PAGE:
Founder of the Montessori Method
Maria Montessori was born in 1870 in Italy. In 1894, she was the first woman to receive a medical degree in Italy. She was also an anthropologist and an astute observer of the early child. Dr. Montessori became interested in education as a doctor treating “special needs” children. Her work with a group of young, mentally deficient children, who began reading and writing and passing exams meant for the typical student, drew public attention and led her to test her discoveries on the average child. She did this not as a philosopher nor an educator, but as a scientist, using the classroom as a laboratory for observing children and testing the validity of approaches for aiding them in the spiritual, emotional, intellectual, and physical growth.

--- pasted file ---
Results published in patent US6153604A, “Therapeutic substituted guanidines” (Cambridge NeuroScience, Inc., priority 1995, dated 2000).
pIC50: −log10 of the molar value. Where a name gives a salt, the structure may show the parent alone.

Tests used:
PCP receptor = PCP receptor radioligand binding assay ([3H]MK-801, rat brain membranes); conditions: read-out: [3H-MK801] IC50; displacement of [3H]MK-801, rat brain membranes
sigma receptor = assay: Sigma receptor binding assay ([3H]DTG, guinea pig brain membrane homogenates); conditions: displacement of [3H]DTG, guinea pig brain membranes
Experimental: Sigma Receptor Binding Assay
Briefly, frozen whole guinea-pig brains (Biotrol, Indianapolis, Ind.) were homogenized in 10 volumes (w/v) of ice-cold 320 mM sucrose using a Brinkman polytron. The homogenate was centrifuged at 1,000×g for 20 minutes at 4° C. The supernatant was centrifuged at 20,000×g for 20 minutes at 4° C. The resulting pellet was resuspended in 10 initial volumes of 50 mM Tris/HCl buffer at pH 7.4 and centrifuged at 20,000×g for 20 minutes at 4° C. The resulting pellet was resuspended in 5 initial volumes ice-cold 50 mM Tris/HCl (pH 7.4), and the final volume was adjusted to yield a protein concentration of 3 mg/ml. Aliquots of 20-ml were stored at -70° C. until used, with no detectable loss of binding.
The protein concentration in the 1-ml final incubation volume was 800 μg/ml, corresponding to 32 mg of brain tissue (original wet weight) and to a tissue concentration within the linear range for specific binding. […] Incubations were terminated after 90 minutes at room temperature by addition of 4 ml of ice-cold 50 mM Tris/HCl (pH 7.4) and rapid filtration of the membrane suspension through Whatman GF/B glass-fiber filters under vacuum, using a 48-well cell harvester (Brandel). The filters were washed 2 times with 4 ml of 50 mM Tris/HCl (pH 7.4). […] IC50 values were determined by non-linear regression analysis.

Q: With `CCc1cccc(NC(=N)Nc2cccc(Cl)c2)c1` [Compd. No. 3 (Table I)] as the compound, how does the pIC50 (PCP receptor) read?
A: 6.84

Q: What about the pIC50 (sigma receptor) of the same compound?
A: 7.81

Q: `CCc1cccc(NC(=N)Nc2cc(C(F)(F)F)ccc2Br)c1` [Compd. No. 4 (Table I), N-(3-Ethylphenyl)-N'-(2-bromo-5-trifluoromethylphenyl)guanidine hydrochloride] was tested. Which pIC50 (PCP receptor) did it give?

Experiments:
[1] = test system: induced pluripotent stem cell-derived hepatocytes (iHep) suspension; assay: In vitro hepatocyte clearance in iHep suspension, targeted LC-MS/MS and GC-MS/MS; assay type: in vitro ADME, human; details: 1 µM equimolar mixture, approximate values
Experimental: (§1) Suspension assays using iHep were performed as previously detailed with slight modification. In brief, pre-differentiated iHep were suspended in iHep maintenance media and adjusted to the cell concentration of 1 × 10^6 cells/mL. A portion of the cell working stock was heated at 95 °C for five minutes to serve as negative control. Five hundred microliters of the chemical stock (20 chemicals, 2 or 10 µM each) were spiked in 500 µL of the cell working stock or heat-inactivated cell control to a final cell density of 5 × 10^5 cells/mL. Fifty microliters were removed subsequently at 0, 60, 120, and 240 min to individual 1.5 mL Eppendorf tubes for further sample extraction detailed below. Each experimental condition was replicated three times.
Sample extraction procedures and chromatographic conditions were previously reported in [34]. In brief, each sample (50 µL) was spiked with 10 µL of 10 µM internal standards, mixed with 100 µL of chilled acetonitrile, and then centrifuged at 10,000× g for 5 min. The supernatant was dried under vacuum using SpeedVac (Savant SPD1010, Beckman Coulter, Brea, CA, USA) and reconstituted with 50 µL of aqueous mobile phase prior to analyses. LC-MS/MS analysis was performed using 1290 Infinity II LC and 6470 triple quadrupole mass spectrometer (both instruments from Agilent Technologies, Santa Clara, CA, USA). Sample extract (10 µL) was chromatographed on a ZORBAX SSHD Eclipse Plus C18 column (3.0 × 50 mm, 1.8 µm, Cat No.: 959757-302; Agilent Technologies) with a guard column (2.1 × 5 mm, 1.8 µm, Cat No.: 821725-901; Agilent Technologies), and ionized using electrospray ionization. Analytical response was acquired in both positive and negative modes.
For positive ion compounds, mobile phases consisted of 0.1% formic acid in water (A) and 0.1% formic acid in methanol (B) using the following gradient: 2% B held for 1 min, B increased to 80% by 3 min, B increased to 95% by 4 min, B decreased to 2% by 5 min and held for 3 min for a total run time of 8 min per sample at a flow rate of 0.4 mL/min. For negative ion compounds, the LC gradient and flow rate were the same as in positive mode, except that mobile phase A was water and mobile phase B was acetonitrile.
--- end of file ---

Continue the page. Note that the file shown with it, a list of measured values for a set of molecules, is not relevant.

Dr. Montessori believed that each child is born with a unique potential to be revealed, rather than a “blank slate” waiting to be written upon. She felt the goal of early childhood education should not be to fill the child with facts from a pre-selected course of studies, but rather to cultivate his/her own natural desire to learn.
Her main contribution to those raising and educating children are in these areas:
- preparing the environment in each stage of life
- learning to observe the child living freely in the environment, so that we can help nourish the child’s complete life
The results of Dr. Montessori’s work with normal children at the Casa de Bambini, “The Children’s House,” in the slums of Rome in 1907, became world history and the subject of her first books. Dr. Montessori then summarized her methods, lectured, founded schools all over the world, and published many books, which have been translated into 22 languages. She died in the Netherlands in 1952 after receiving, in her later years, honorary degrees and tributes for her contribution to mankind.